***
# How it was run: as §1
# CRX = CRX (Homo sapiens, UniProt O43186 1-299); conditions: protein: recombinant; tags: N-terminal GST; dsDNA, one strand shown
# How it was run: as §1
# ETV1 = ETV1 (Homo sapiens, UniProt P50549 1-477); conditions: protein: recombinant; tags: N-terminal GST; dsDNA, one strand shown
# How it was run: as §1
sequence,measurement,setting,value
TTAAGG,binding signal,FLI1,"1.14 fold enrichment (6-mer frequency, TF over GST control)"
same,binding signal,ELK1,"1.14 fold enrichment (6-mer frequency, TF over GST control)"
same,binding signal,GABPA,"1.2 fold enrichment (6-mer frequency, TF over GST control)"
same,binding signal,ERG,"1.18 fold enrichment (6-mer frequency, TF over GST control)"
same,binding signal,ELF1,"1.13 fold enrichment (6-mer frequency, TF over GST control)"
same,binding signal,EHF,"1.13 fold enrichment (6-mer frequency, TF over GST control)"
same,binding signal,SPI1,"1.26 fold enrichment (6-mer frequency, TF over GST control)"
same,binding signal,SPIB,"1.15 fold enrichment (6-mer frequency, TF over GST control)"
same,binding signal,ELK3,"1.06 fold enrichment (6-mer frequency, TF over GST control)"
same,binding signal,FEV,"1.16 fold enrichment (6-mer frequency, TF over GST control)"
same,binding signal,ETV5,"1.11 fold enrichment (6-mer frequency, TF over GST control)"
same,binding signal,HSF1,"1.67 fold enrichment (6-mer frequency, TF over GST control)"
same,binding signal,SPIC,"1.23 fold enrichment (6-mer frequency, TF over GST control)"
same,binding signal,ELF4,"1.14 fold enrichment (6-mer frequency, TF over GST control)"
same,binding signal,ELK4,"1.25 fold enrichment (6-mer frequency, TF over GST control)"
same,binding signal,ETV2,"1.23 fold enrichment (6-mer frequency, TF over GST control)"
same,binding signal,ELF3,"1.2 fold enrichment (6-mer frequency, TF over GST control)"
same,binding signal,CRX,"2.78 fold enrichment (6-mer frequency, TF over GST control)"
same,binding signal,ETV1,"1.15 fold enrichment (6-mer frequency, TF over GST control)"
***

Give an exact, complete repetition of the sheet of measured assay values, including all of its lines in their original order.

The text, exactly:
# How it was run: as §1
# CRX = CRX (Homo sapiens, UniProt O43186 1-299); conditions: protein: recombinant; tags: N-terminal GST; dsDNA, one strand shown
# How it was run: as §1
# ETV1 = ETV1 (Homo sapiens, UniProt P50549 1-477); conditions: protein: recombinant; tags: N-terminal GST; dsDNA, one strand shown
# How it was run: as §1
sequence,measurement,setting,value
TTAAGG,binding signal,FLI1,"1.14 fold enrichment (6-mer frequency, TF over GST control)"
same,binding signal,ELK1,"1.14 fold enrichment (6-mer frequency, TF over GST control)"
same,binding signal,GABPA,"1.2 fold enrichment (6-mer frequency, TF over GST control)"
same,binding signal,ERG,"1.18 fold enrichment (6-mer frequency, TF over GST control)"
same,binding signal,ELF1,"1.13 fold enrichment (6-mer frequency, TF over GST control)"
same,binding signal,EHF,"1.13 fold enrichment (6-mer frequency, TF over GST control)"
same,binding signal,SPI1,"1.26 fold enrichment (6-mer frequency, TF over GST control)"
same,binding signal,SPIB,"1.15 fold enrichment (6-mer frequency, TF over GST control)"
same,binding signal,ELK3,"1.06 fold enrichment (6-mer frequency, TF over GST control)"
same,binding signal,FEV,"1.16 fold enrichment (6-mer frequency, TF over GST control)"
same,binding signal,ETV5,"1.11 fold enrichment (6-mer frequency, TF over GST control)"
same,binding signal,HSF1,"1.67 fold enrichment (6-mer frequency, TF over GST control)"
same,binding signal,SPIC,"1.23 fold enrichment (6-mer frequency, TF over GST control)"
same,binding signal,ELF4,"1.14 fold enrichment (6-mer frequency, TF over GST control)"
same,binding signal,ELK4,"1.25 fold enrichment (6-mer frequency, TF over GST control)"
same,binding signal,ETV2,"1.23 fold enrichment (6-mer frequency, TF over GST control)"
same,binding signal,ELF3,"1.2 fold enrichment (6-mer frequency, TF over GST control)"
same,binding signal,CRX,"2.78 fold enrichment (6-mer frequency, TF over GST control)"
same,binding signal,ETV1,"1.15 fold enrichment (6-mer frequency, TF over GST control)"